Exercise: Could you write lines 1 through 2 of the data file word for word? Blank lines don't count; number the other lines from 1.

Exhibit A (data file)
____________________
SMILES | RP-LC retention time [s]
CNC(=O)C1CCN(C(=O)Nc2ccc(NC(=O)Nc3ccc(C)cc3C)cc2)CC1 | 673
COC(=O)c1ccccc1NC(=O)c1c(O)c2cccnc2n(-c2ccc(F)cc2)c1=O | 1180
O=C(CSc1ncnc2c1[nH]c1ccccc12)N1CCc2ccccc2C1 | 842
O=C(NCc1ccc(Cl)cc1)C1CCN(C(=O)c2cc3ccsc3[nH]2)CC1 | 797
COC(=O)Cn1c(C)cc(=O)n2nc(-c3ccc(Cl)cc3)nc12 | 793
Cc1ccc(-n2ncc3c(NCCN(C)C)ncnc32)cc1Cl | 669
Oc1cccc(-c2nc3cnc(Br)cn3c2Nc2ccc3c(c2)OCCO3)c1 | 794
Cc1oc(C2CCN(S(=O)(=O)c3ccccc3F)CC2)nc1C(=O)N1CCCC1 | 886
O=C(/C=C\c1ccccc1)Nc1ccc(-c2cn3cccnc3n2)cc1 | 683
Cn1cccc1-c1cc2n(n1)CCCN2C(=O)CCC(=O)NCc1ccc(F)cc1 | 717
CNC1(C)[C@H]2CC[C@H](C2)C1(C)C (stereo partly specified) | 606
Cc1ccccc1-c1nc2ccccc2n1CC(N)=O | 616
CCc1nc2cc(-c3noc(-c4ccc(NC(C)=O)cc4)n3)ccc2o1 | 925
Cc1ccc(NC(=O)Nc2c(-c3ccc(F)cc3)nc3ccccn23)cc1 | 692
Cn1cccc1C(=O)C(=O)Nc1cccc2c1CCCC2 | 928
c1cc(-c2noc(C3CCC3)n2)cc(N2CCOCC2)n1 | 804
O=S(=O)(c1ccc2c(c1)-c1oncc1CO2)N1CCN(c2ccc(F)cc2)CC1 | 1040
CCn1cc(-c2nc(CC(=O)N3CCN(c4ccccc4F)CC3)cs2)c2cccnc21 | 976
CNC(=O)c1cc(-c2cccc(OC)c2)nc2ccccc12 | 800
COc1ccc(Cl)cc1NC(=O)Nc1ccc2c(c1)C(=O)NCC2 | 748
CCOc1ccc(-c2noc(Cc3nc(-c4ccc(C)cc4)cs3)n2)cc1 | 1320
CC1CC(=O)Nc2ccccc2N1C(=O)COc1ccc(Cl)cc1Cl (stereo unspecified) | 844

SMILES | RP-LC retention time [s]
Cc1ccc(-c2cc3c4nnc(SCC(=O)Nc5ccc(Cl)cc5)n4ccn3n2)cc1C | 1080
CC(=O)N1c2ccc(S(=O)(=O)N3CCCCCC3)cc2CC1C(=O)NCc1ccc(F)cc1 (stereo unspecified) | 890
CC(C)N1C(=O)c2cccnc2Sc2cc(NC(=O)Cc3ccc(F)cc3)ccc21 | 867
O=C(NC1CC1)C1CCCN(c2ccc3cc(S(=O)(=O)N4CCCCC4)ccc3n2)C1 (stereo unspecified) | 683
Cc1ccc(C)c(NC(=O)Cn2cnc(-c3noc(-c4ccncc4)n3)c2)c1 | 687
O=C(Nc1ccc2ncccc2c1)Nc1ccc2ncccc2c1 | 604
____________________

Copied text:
SMILES | RP-LC retention time [s]
CNC(=O)C1CCN(C(=O)Nc2ccc(NC(=O)Nc3ccc(C)cc3C)cc2)CC1 | 673